My follow up starter was oh-so-light and oh-so-delicate; the roasted octopus was cooked superbly with all of the ‘skin’ peeled away to leave the light pink of the flesh on display. Served with a salsa verde, tiny little linzer potato, taramasalata and tiny little deep fried tentacles, the dish was a study in restrained cooking and intricate balance. The acidity and sweetness from the salsa verde was a wonderful foil for the salty puree made from the taramasalata. I really enjoyed the dish, but felt that I need much more of the octopus; it was the star of the show but there wasn’t so much of it on the plate. Yeah, it was a pretty light starter and I was glad I’d gone with two.
In my opinion, Monkfish is a completely under utilised fish in fine dining restaurants; so I only had eyes for the strong flavoured and heavy textured fish. It was served with another punchy flavour in some incredibly tasty tomato orzo and a wonderful ‘risotto’ of pastina balls. All of the punchy flavours needed something subtle to balance out, a task that some wonderfully cooked cuttlefish completed. The dish was originally designed with some black olives, which I asked to be removed and to be honest, don’t think would have added anything to the dish. It was well balanced, incredibly tasty and left me wanting more again. Yep, it was also a little on the small side.
Perhaps not getting a second (or third) helping of bread was not such a great idea.
A palate cleanser was the next to my table; a simple glass of yoghurt with ‘strawberry grapes’. The freshness of the strawberry and the creaminess of the yoghurt were a little bit of a departure from the normal palate cleanser of sorbet, but I did love the dish; which in reality was more of a pre-dessert than a palate cleanser.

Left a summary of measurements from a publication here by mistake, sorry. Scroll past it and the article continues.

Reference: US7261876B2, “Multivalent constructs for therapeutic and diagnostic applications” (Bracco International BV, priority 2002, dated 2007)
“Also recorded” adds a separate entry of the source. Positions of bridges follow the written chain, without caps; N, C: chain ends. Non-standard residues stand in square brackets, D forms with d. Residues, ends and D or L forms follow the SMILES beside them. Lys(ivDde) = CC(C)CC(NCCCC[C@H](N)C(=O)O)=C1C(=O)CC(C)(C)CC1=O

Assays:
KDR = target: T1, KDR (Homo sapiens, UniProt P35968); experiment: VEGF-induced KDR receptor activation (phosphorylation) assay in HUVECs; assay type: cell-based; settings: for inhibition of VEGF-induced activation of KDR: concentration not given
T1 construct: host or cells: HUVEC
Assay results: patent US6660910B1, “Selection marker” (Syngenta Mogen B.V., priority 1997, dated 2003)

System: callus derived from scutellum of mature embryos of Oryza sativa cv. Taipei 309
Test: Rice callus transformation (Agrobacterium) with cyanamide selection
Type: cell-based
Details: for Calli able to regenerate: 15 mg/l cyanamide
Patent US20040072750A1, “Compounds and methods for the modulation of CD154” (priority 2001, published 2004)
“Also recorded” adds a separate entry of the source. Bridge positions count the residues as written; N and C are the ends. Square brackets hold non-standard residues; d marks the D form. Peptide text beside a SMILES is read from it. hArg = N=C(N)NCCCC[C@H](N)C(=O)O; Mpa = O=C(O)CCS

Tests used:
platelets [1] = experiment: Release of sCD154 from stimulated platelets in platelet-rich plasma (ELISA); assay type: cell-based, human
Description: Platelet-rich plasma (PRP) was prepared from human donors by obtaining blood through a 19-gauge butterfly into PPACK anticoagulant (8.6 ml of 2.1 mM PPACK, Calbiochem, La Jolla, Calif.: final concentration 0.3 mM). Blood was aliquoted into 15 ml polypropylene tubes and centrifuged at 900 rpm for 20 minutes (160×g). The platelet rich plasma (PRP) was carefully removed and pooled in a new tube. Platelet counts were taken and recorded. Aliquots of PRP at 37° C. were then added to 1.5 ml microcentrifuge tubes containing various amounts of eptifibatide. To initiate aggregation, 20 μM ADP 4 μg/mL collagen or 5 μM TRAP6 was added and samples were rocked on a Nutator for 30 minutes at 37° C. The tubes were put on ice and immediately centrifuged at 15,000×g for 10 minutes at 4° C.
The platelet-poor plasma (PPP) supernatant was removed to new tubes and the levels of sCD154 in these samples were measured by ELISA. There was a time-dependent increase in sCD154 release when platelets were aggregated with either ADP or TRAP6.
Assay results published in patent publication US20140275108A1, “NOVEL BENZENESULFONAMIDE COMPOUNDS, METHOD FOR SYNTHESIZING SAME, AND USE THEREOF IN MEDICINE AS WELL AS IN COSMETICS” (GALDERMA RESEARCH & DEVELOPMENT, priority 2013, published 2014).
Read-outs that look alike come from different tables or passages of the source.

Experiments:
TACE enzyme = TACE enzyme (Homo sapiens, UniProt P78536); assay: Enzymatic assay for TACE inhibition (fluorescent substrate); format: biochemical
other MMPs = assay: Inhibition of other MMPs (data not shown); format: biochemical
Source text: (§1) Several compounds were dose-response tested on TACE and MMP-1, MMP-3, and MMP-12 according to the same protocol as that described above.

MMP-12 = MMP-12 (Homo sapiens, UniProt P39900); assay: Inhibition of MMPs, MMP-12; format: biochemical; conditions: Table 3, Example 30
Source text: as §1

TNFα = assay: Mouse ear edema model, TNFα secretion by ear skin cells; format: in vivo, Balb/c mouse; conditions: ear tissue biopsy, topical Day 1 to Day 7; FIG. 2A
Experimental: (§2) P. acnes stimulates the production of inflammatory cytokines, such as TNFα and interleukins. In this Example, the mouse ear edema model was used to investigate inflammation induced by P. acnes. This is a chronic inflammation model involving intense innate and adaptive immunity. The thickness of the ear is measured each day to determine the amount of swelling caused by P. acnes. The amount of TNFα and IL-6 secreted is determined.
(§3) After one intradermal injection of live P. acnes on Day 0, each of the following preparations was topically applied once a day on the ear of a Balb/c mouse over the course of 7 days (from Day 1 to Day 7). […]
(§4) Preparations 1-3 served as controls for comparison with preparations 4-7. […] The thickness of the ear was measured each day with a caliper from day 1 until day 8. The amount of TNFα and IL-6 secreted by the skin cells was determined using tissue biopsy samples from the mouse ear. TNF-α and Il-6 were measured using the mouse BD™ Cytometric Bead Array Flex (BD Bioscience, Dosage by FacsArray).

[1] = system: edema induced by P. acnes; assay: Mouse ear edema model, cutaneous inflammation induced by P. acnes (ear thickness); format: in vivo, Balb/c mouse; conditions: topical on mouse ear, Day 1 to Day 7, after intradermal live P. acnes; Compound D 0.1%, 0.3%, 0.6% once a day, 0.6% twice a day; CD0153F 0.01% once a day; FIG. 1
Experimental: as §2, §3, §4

Not knowing what to grab for dessert, I’d put my faith into the hands of my waiter, who’d instantly informed me that the warm baked 64% chocolate with banana milk ice cream was the only choice I could make. Running with the suggestion, I was presented with a simple round of chocolate with a crunchy crumble and a quenelle of banana ice cream. The thing that surprised me most was the texture of the chocolate, which was incredibly soft, so soft that I was surprised it could hold its form. I also loved the subtle hit of banana against the chocolate and there seemed to be chunks of white chocolate in the crumble, adding not only texture but extra sweetness. The slight bitterness of the chocolate balanced incredibly well against the sweetness of the ice cream. No wonder it was the first choice of the wait staff!
The meal finished off with a little petite four, which was a lemon curd and toasted meringue tart; it was tiny, beautiful and incredibly tasty. A little sweetness overload to send me back out to the busy streets of London.
I’d been caught completely by surprise by Angler; I loved practically everything about my meal. Service was impeccable, completely friendly and very professional. As a solo diner, I was never left alone for too long and I felt completely welcomed. The setting was glorious; fancy but not pretentious; light and airy with a feeling of spaciousness.
The food was superb; Chef Foulkes bringing everything he’d learnt running The Square and adding his own flair and affinity for the best produce the ocean had to offer. If I had one minor quibble, it would be over the serving sizes, which were a little on the small side. If I’d not had the additional starter, I’d have left feeling a little hungry (in search of more food!).
Angler is now one of my favourite restaurants in London, I’ve already recommended it to several people as a place to check out. It’s a place that I’ll definitely bring the girl the next time we’re in London together; Angler and The Square….
Mmmm, I wonder what they had in common?!